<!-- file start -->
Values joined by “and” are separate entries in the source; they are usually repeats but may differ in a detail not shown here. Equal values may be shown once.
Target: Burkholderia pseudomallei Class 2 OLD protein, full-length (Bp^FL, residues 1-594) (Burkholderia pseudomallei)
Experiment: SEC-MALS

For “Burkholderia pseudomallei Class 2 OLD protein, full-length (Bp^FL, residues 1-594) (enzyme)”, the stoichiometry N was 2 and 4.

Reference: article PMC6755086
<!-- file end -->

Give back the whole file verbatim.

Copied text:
Values joined by “and” are separate entries in the source; they are usually repeats but may differ in a detail not shown here. Equal values may be shown once.
Target: Burkholderia pseudomallei Class 2 OLD protein, full-length (Bp^FL, residues 1-594) (Burkholderia pseudomallei)
Experiment: SEC-MALS

For “Burkholderia pseudomallei Class 2 OLD protein, full-length (Bp^FL, residues 1-594) (enzyme)”, the stoichiometry N was 2 and 4.

Reference: article PMC6755086